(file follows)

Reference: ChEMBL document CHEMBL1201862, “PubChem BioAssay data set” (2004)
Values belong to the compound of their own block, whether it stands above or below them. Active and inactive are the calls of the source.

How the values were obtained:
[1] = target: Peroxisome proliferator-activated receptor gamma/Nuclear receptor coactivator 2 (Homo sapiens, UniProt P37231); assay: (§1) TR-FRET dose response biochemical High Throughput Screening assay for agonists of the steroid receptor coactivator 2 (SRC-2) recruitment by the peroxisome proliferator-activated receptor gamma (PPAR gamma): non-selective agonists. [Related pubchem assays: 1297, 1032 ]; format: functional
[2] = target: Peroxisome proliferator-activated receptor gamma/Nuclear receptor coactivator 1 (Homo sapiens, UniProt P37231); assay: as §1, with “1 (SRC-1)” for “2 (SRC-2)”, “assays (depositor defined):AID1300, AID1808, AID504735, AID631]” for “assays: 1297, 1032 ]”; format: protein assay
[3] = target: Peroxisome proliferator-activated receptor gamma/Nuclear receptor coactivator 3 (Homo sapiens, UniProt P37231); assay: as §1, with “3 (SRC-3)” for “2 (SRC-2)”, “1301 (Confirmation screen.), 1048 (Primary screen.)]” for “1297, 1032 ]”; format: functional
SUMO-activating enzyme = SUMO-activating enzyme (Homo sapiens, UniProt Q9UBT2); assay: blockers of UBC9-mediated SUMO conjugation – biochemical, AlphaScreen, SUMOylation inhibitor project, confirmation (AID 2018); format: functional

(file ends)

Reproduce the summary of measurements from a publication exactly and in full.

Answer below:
Reference: ChEMBL document CHEMBL1201862, “PubChem BioAssay data set” (2004)
Values belong to the compound of their own block, whether it stands above or below them. Active and inactive are the calls of the source.

How the values were obtained:
[1] = target: Peroxisome proliferator-activated receptor gamma/Nuclear receptor coactivator 2 (Homo sapiens, UniProt P37231); assay: (§1) TR-FRET dose response biochemical High Throughput Screening assay for agonists of the steroid receptor coactivator 2 (SRC-2) recruitment by the peroxisome proliferator-activated receptor gamma (PPAR gamma): non-selective agonists. [Related pubchem assays: 1297, 1032 ]; format: functional
[2] = target: Peroxisome proliferator-activated receptor gamma/Nuclear receptor coactivator 1 (Homo sapiens, UniProt P37231); assay: as §1, with “1 (SRC-1)” for “2 (SRC-2)”, “assays (depositor defined):AID1300, AID1808, AID504735, AID631]” for “assays: 1297, 1032 ]”; format: protein assay
[3] = target: Peroxisome proliferator-activated receptor gamma/Nuclear receptor coactivator 3 (Homo sapiens, UniProt P37231); assay: as §1, with “3 (SRC-3)” for “2 (SRC-2)”, “1301 (Confirmation screen.), 1048 (Primary screen.)]” for “1297, 1032 ]”; format: functional
SUMO-activating enzyme = SUMO-activating enzyme (Homo sapiens, UniProt Q9UBT2); assay: blockers of UBC9-mediated SUMO conjugation – biochemical, AlphaScreen, SUMOylation inhibitor project, confirmation (AID 2018); format: functional